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Fort Collins Filmmaker Looks At Cultural Cost Of Hot Housing Market

Courtesy of Be Reel Pictures
Filmmaker Shari Due examines the impact of gentrification in her new documentary 'Desplazado.'

Years ago, neighborhoods throughout Colorado were a little more diverse - both culturally and socioeconomically. Now that the state has become a more desirable place to live, diversity in some cities may be at stake.

Fort Collins filmmaker Shari Due’s new documentary, Desplazado (Displaced), looks at the growing issue of gentrification in Colorado.

Desplazado explores the impact that a hot real estate market is having particularly on several historically Hispanic neighborhoods in the heart of Fort Collins. Many longtime homeowners in the TresColonias (Three Colonies) area, near Old Town - which includes Buckingham, Alta Vista and Andersonville neighborhoods - say they’re feeling the heat, and not in a good way.

The film can be seen at select theaters.

Interview Highlights With Shari Due

On How Homeowners In These Neighborhoods Feel

“People were very anxious about the ability to keep their homes and the ability to feel welcome in their neighborhoods and in their community.... Many people felt kind of alienated from Fort Collins with the changes that are happening, even though they’ve been there for generations.”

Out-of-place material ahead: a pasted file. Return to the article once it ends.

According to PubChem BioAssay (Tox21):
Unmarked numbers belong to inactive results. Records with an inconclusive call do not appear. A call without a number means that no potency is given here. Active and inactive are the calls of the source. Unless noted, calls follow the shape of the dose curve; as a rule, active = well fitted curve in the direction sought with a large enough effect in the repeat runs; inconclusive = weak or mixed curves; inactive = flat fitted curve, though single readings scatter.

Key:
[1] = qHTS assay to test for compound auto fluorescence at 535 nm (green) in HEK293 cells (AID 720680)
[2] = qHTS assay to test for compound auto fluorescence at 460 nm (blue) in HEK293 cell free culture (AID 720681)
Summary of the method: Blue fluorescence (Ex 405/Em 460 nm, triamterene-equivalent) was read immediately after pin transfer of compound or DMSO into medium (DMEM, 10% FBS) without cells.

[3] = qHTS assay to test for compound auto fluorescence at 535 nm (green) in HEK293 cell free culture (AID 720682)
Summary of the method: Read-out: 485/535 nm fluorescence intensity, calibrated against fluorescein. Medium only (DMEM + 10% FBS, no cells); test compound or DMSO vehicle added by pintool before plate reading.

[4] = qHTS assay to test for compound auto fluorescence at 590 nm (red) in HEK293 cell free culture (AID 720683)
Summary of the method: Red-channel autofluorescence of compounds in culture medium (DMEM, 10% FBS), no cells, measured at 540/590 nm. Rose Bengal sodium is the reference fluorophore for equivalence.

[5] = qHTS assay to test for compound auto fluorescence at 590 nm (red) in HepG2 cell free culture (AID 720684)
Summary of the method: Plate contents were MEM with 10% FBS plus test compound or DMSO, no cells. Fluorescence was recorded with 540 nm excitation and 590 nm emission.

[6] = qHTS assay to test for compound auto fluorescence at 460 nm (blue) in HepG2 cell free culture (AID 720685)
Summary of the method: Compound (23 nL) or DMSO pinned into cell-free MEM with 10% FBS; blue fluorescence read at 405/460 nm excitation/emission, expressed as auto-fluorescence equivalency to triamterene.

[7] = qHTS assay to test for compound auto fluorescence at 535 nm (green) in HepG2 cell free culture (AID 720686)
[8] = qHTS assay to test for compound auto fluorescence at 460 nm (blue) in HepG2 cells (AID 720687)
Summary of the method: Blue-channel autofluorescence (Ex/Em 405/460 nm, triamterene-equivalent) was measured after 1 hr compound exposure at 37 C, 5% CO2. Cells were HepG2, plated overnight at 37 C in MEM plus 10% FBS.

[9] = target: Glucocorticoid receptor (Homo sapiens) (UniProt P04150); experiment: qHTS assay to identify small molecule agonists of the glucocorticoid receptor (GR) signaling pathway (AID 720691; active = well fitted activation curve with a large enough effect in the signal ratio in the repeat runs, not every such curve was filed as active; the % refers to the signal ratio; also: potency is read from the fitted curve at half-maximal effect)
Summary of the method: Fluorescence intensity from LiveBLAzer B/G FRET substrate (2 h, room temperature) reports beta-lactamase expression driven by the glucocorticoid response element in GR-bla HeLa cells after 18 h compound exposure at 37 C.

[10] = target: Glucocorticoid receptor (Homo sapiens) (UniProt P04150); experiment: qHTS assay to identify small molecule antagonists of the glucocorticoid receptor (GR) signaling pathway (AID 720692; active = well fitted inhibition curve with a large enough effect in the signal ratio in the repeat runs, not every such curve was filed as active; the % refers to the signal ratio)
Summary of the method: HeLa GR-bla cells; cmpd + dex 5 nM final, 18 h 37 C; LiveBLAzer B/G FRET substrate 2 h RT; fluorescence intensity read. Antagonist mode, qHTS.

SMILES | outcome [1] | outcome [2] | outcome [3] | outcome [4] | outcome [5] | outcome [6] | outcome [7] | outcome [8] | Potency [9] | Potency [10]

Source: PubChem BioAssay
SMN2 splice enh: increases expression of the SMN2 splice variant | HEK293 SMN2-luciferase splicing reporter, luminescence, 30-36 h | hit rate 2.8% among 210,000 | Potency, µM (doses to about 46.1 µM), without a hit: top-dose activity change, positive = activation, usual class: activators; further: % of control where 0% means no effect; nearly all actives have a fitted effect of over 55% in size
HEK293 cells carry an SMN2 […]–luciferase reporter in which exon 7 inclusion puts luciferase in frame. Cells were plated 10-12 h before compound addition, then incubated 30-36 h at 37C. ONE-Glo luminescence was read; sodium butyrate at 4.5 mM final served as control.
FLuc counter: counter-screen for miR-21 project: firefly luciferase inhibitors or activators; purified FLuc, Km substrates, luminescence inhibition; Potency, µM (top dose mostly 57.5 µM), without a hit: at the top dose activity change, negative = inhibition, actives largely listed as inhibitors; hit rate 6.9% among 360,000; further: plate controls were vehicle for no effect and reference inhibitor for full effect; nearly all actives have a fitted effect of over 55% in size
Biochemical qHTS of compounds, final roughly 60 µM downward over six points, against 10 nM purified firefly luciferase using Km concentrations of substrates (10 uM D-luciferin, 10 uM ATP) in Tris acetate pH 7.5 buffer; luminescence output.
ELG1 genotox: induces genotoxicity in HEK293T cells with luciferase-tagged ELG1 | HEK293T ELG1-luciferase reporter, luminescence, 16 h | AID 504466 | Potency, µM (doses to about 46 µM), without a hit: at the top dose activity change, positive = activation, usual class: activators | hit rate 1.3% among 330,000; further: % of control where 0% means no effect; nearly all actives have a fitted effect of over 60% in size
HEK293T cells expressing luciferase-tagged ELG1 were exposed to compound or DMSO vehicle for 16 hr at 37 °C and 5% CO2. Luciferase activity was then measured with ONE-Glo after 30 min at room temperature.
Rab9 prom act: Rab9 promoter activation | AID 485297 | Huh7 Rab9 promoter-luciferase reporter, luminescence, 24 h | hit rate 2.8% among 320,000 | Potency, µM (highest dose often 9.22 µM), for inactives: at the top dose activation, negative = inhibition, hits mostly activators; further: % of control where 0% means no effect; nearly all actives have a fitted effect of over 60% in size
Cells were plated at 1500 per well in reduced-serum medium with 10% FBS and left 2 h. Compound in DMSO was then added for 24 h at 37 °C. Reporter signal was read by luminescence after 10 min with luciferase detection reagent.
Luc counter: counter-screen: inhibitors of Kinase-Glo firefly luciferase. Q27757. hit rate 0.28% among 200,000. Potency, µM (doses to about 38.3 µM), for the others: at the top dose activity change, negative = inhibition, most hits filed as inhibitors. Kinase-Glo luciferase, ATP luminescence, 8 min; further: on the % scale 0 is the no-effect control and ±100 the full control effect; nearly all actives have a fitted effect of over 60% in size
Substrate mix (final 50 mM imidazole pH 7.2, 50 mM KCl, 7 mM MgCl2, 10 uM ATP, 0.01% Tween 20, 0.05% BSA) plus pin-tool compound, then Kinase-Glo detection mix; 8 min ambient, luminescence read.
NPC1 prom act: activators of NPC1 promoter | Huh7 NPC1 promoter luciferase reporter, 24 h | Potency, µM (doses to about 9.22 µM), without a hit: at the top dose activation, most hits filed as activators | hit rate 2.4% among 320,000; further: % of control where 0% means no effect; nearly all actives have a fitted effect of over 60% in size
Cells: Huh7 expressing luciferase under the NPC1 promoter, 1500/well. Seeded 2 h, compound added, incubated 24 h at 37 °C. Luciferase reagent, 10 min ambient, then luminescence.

On The Difficulty Of Living In A ‘Hot’ Real Estate Market

“One woman in the film tells the story of having a real estate agent come to the door with a couple who wants to buy a house and asking, ‘Do you want to sell?' You know, I get real estate brochures from real estate agents but not three or four a day. And I’ve never had anyone come to the house with someone that wants to buy and say, ‘Would you like to sell your house?’ That’s intrusive."

On The Expectations For Gentrification Versus The Realities

“I’ve heard the arguments for gentrification. You know, that crime rates go down and neighborhoods beautify. And so I thought, ‘Why not? These folks will get more for their homes. So they get to have some prosperity.’ But then when I delved into it a little bit deeper, I found out that people who are working class who own homes don’t tend to benefit from gentrification. In fact, if they sell their homes, they have to leave the city. There’s nowhere else they can go.”


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